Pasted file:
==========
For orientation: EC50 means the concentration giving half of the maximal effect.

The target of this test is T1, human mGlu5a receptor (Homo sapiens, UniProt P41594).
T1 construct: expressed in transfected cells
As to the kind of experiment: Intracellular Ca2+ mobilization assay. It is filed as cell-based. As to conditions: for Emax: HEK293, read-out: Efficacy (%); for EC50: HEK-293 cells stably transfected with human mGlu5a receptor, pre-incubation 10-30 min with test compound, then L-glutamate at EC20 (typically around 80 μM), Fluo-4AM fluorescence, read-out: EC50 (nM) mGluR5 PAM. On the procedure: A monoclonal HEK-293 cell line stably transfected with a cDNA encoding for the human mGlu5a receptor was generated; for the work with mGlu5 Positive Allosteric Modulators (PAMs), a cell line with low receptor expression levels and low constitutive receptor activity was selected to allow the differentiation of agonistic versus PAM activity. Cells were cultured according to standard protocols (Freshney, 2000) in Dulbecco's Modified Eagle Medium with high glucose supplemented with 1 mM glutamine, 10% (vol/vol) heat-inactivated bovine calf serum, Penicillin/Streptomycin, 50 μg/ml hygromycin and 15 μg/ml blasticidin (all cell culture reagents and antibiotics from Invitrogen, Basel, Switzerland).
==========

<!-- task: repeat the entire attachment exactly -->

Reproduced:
For orientation: EC50 means the concentration giving half of the maximal effect.

The target of this test is T1, human mGlu5a receptor (Homo sapiens, UniProt P41594).
T1 construct: expressed in transfected cells
As to the kind of experiment: Intracellular Ca2+ mobilization assay. It is filed as cell-based. As to conditions: for Emax: HEK293, read-out: Efficacy (%); for EC50: HEK-293 cells stably transfected with human mGlu5a receptor, pre-incubation 10-30 min with test compound, then L-glutamate at EC20 (typically around 80 μM), Fluo-4AM fluorescence, read-out: EC50 (nM) mGluR5 PAM. On the procedure: A monoclonal HEK-293 cell line stably transfected with a cDNA encoding for the human mGlu5a receptor was generated; for the work with mGlu5 Positive Allosteric Modulators (PAMs), a cell line with low receptor expression levels and low constitutive receptor activity was selected to allow the differentiation of agonistic versus PAM activity. Cells were cultured according to standard protocols (Freshney, 2000) in Dulbecco's Modified Eagle Medium with high glucose supplemented with 1 mM glutamine, 10% (vol/vol) heat-inactivated bovine calf serum, Penicillin/Streptomycin, 50 μg/ml hygromycin and 15 μg/ml blasticidin (all cell culture reagents and antibiotics from Invitrogen, Basel, Switzerland).